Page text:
|North Sydney, Nova Scotia
||November 22nd, 1906 to February 28th, 1912
||T-520, T-4836 to T-4838
|Vancouver, British Columbia
||January 4th, 1905 to December 29th, 1912
||T-515 and T-516, T-4851 to T-4853
|Victoria, British Columbia
||April 18th, 1905 to June 6th, 1912
||T-509 to T-512, T-4861 to T-4865
|New York, United States
||January 1906 to March 2nd, 1912
||T-517 to T-519, T-4699 to T-4705
|Eastern United States Ports
||July 5th, 1905 to April 9th, 1912
||T-513 and T-514, T-4689 to T-4691
A nominal card index for the port of Quebec
City from the years 1865 to 1869 was created many years ago by the staff from
the National Archives of Canada, now Library and Archives Canada, from
passenger lists on microfilm. The information contained on those cards was
inputted in this database; the cards contained no references to digitized
All the other entries were produced by Ancestry.ca and FamilySearch.org from digital images of microfilms made in 2006.
These database entries are in their original language. This information was not translated.
Important note: Some of the names were very difficult to read; therefore, some information in the database may be incorrect and/or incomplete. When searching, consider using slight variations on the spelling of the name. If the name cannot be found, only search the ship's name or the year.
The search screen enables you to search by:
- Given Names (s)
- Year of Arrival
- Date of Arrival
When you have entered your search terms, click on "Search". The number of hits found will be shown at the top of the results screen.
How to interpret the search results
Your search results will be posted as a results summary list from which you will be able to obtain an item description.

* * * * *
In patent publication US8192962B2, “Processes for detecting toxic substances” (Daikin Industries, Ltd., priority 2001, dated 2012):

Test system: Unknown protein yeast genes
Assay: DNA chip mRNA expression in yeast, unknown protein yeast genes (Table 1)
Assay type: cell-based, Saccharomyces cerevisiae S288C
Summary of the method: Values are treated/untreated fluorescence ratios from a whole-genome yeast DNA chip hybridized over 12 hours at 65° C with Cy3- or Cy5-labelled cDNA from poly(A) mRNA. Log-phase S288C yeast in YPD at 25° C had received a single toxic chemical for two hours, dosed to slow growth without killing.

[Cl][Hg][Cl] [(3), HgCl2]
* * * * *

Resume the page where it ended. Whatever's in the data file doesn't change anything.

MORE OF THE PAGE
Search Results Page
The search results page displays the following fields:
- Item Number
- Given Name(s)
Click on the underlined Item Number of a record to access the Item page, which contains additional information specific to that record.
The item page has digitized images of the actual pages available in JPG format and contains the following fields:
- Given Name(s)
- Port of Arrival
- Date of Arrival
- Year of Arrival
- Microfilm Reel Number
- Item Number
To suggest a correction, click on the "Suggest a Correction" link to access an electronic form.
To return to the Search Results page, click on the "Back" button of your browser in the upper left corner of your screen.
How to Obtain Copies
You can print the images or save the images on your own computer.
References from May 1, 1865 to November 15, 1869 are not linked to images. To view the corresponding images, please consult the Passenger Lists, 1865-1922 database. On the search screen, enter the name of the ship and the date of arrival.
You can also search by name or browse through the images on our partner websites:
Ancestry (subscription required; free at many public libraries)
FamilySearch Scroll down to Browse to search by port, year, month and ship.
Consult Access the Records for other options such as consulting immigration records on microfilms. Please do not submit copy requests because we do not provide copies of immigration records that are already digitized online.
Some of the original documents are difficult to read. Therefore, some information in the database may be incorrect and/or incomplete. Please note that LAC does not provide transcription and translation services. Contact your local genealogical society for assistance.
LAC gratefully acknowledges the contribution of Ancestry.ca without which this project would not have been possible.